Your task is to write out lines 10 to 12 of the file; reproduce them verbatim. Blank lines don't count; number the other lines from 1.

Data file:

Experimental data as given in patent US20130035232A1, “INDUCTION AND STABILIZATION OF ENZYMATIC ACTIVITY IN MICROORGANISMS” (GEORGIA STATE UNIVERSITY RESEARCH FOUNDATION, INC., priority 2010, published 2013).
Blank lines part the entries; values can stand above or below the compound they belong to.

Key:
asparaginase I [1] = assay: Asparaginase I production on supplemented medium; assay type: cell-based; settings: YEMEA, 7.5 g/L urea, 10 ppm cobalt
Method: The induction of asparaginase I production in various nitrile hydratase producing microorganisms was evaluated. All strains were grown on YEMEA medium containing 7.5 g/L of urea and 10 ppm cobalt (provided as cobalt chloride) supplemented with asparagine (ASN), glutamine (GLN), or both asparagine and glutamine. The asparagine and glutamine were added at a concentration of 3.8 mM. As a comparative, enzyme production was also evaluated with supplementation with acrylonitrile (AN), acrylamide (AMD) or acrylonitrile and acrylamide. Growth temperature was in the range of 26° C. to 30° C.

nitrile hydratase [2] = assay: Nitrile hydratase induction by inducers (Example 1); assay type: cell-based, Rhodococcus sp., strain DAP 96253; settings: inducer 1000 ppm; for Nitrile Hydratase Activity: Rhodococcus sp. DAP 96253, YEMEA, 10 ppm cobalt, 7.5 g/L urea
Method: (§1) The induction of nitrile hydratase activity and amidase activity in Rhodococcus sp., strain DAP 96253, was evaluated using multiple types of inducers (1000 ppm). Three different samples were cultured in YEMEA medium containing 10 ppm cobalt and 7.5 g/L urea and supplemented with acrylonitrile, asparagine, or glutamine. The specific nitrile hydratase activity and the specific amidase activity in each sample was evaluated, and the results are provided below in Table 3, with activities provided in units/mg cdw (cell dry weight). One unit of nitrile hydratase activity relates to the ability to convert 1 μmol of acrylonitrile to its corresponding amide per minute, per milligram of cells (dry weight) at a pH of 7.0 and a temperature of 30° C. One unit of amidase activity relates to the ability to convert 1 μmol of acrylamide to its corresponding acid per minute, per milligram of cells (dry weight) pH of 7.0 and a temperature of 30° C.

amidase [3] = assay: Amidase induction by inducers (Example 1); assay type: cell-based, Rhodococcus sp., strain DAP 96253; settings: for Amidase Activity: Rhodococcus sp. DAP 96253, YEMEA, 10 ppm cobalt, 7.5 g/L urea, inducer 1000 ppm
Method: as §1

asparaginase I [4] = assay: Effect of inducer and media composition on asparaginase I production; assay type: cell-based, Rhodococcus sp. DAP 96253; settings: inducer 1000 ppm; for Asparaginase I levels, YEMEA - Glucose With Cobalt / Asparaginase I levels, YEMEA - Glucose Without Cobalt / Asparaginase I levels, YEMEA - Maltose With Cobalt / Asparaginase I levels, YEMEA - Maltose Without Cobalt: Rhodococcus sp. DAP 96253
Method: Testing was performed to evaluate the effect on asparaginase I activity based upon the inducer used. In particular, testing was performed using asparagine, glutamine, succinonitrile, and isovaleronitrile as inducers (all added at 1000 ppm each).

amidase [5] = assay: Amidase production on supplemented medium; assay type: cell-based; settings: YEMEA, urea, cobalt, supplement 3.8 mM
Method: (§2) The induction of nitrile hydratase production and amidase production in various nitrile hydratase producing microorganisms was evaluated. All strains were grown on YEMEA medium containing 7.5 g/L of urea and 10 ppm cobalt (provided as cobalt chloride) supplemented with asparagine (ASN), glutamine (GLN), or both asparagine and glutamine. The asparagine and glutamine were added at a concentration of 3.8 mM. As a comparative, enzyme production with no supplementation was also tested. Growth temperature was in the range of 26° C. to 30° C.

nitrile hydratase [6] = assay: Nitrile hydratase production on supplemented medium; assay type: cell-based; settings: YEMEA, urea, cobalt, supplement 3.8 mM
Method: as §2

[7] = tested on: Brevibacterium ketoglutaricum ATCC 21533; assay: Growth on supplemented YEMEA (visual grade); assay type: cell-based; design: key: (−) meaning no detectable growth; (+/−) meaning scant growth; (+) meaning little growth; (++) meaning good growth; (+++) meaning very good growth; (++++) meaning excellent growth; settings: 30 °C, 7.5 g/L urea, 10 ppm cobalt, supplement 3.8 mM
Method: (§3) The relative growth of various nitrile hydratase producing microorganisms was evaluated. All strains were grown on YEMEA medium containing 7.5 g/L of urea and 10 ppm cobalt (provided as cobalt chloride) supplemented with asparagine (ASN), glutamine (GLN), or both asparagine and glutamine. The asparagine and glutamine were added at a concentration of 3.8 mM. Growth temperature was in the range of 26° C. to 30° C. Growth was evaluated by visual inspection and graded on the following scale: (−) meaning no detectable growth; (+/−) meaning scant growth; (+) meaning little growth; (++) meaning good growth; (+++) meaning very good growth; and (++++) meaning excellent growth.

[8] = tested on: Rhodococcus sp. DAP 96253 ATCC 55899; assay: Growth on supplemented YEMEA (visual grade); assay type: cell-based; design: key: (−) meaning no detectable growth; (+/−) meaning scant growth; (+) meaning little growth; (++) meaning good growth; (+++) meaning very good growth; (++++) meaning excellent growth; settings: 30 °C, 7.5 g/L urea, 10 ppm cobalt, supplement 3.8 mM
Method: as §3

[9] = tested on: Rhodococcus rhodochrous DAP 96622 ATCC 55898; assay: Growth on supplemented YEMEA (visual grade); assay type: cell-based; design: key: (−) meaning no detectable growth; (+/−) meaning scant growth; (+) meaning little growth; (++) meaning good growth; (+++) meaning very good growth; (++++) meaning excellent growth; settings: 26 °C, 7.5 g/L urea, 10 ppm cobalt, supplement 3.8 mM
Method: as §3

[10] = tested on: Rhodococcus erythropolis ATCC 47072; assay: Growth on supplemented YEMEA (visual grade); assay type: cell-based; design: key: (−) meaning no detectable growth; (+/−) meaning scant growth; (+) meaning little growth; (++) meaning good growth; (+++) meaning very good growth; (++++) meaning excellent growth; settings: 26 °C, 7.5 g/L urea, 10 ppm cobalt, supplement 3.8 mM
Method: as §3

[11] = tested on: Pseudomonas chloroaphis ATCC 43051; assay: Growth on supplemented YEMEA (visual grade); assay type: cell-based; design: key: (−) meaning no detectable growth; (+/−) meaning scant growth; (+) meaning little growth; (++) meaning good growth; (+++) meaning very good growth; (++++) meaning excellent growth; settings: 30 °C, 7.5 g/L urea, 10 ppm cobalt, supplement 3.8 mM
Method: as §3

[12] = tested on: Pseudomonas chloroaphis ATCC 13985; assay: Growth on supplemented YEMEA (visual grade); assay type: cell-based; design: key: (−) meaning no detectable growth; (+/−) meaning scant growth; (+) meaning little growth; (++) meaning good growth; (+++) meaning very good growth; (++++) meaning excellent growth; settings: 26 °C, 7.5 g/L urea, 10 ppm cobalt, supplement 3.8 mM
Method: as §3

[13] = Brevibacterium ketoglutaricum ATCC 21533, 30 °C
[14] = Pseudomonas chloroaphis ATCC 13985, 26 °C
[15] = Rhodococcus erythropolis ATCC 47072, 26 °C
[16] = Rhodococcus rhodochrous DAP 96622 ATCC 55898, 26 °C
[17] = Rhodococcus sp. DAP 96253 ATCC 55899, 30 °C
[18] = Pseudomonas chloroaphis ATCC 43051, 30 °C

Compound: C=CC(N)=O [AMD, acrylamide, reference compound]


asparaginase I [4] = assay: Effect of inducer and media composition on asparaginase I production; assay type: cell-based, Rhodococcus sp. DAP 96253; settings: inducer 1000 ppm; for Asparaginase I levels, YEMEA - Glucose With Cobalt / Asparaginase I levels, YEMEA - Glucose Without Cobalt / Asparaginase I levels, YEMEA - Maltose With Cobalt / Asparaginase I levels, YEMEA - Maltose Without Cobalt: Rhodococcus sp. DAP 96253
Method: Testing was performed to evaluate the effect on asparaginase I activity based upon the inducer used. In particular, testing was performed using asparagine, glutamine, succinonitrile, and isovaleronitrile as inducers (all added at 1000 ppm each).

amidase [5] = assay: Amidase production on supplemented medium; assay type: cell-based; settings: YEMEA, urea, cobalt, supplement 3.8 mM